By Hoi Sin
Hoi Sin does not exist, has never existed and can never exist. But we keep getting articles.
Have you ever found yourself, dear readers, sitting alone in a café meditating over a cup of coffee? Have you ever let you mind wander, and suddenly found yourself pondering on something you have never considered before? Well, next time you do that, why not try wondering about happiness? Why does it exist? And how? It is a subject we ourselves have thought on quite a lot, and to get an answer we decided to find some happy people. To do this, we had venture to a place happy people often go: outside. The first one we saw was a young woman at the park, happily watching a child—her child—who was happily playing. They fit the criteria quite well. To protect her anonymity, we shall call her SophiA. She never actually told us her name, dear readers, so if that is actually it, please try to forget it.
Possibly due to curiosity, but more likely our social ineptitude, we asked her why she was happy. Unfortunately, SophiA was not very co-operative when confronted, and seemed to simply stop being happy and left. This raises many more questions than can be addressed in this article alone. However, dear readers, we did find some information from this pair. Until SophiA hurriedly ushered the child away, darting glances back at our analysing gaze the whole while, the child was still happy. So the happiness of the child is not dependent on the happiness of the mother. Is the opposite true?
To test this we found a few more subjects and asked them similar questions—with similar responses. A child, who we will call SophiB, seemed very confused at even our most basic line of questioning, and his mother, SophiC became unhappy and repeated the actions of SophiA. As far as we could tell, the confusion of the unlearned toddler was not happiness. In all, five afternoons were ruined. We feel somewhat responsible. Unfortunately, there was a lack of happy people in our cell, so we could not glean any more information on the subject. This at least, dear readers, gave us time to ponder on what we had gained. It seemed that the children were happy because they were playing, and became unhappy once interrupted, while the mothers were only happy when no one was asking any questions. So: mothers, in general, do not like questions and tend to move away from them; while children do not like moving. We still do not understand why the two parties continue to mingle despite a clear conflict of interests.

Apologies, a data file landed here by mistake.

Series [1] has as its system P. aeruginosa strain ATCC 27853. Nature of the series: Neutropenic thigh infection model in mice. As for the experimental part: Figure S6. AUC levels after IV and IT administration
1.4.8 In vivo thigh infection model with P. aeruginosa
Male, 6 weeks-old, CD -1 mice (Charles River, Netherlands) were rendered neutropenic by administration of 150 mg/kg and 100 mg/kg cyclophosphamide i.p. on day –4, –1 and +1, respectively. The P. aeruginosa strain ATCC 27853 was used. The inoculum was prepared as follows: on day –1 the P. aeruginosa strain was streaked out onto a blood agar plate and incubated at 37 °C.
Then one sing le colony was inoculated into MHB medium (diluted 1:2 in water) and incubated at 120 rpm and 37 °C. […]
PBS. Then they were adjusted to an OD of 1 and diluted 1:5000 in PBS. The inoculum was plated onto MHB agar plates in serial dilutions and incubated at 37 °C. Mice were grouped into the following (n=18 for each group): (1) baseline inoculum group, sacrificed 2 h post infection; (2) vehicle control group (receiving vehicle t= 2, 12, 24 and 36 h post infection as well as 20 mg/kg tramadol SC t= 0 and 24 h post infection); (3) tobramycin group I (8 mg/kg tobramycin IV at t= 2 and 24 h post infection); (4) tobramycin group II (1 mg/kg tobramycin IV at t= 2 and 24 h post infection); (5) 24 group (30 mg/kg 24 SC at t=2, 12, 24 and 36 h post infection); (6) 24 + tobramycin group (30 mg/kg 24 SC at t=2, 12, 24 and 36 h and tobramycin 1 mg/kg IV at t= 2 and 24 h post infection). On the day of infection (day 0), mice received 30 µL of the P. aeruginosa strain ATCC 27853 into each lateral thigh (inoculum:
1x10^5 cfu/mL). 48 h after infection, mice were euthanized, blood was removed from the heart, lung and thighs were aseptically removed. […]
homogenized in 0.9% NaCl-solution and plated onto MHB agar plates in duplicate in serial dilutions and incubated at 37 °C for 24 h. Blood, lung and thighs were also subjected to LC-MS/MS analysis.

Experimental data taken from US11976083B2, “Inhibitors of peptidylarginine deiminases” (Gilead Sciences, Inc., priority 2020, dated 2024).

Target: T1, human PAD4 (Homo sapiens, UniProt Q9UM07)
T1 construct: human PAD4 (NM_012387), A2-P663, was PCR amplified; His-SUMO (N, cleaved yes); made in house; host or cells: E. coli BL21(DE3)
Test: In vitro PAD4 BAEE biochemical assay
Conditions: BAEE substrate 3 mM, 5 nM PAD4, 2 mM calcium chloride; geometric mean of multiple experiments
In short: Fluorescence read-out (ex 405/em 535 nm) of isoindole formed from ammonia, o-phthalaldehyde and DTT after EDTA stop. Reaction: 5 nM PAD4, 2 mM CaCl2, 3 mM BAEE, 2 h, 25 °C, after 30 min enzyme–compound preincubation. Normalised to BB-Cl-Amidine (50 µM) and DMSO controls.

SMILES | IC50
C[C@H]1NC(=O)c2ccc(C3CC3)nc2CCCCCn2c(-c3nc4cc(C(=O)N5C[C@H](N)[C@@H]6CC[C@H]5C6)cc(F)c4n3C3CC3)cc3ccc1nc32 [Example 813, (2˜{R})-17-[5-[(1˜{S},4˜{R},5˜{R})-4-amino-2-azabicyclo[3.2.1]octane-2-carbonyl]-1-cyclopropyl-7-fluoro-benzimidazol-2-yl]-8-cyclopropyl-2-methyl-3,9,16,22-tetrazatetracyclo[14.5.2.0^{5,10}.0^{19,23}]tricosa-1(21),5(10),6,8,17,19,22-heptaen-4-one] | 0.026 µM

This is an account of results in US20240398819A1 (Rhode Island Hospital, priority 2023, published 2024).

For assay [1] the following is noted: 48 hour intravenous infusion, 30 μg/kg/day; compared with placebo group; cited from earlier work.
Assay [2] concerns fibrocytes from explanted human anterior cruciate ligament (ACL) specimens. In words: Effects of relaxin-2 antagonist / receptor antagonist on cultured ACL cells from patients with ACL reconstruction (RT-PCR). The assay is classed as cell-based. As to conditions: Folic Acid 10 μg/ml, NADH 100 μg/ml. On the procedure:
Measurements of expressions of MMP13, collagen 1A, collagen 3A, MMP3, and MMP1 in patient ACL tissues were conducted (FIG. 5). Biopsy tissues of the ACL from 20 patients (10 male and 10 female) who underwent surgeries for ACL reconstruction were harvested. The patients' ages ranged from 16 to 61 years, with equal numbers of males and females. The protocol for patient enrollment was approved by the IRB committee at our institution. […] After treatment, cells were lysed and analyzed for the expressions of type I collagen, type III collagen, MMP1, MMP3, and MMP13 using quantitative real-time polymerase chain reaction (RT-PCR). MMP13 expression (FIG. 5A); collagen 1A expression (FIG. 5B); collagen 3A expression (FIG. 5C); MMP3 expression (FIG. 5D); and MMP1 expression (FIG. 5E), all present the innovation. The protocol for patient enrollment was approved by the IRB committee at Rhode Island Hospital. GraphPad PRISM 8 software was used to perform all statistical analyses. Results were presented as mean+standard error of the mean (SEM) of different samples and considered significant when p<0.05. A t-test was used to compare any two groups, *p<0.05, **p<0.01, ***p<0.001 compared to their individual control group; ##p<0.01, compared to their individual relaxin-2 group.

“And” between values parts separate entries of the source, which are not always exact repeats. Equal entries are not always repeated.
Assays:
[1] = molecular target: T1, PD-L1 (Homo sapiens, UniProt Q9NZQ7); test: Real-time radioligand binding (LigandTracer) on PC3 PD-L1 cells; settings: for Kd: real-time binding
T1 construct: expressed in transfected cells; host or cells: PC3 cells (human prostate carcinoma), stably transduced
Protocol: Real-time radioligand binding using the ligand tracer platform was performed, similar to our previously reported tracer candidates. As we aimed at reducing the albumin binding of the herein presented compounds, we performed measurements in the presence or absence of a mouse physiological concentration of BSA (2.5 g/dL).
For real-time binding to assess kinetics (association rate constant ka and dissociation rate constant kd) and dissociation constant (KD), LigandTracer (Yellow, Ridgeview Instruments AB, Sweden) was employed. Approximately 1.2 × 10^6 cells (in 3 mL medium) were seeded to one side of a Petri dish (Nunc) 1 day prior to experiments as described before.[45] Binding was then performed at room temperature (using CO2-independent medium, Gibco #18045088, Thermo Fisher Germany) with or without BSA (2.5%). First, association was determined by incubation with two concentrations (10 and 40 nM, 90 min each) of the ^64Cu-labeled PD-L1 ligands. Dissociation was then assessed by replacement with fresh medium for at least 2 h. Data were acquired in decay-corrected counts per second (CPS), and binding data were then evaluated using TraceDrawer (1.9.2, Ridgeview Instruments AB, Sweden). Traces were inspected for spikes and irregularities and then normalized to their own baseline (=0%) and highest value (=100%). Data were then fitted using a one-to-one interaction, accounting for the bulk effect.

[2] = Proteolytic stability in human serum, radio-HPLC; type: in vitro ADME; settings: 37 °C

The only thing that seemed to connect them was that the happiness of the child affected the happiness of the mother. Aloud and loudly, we wondered why, sparking the interest of a man with a broken nose sitting in the corner. After several failed attempts at pronunciation, (of which, “unpihy” was followed by raucous, confidence-building applause), he communicated to us that it was something called “empathy.”
For you, dear readers, perfect as you are, we believe empathy is best described with an alteration of a famous line: “Feel unto others what you would have them feel for you”. It’s the ability to experience what others feel. But humans are not perfect in this art. When one empathises with another, they feel what they themselves would feel instead of what the person is actually emoting. So why did the mother show this empathy while the child did not? The answer is devilishly simple. The mother did not like questions, so when we asked some of the child, she felt her inherent dislike of them through her child. The child, as uneducated as he was, was open-minded enough to not have developed an irrational hatred of intrusive lines of questioning.
The Danish philosopher Søren Kierkegaard once said that “the thing is to find a truth which is true for me”. That, dear readers, that is the hard part. It is difficult to judge ourselves, much easier to judge another. Often we simply see through our own eyes, and assume that what is true for us is true for them as well. Next time you see an annoying person, for example, perhaps you should wonder if they see the same thing as you. Ask yourself, what do they see in me? What do they see in themselves? If empathy is to be done right, we must empathise with our enemies, see our own faults and fix them. Only then can we truly make everybody happy. In the end, this all points to two things:
1.If you see someone who is happy, empathise and be happy for them.
2.If you see someone who is unhappy, empathise and make them happy.
And that’s how we’ll get to world peace.
Until next time,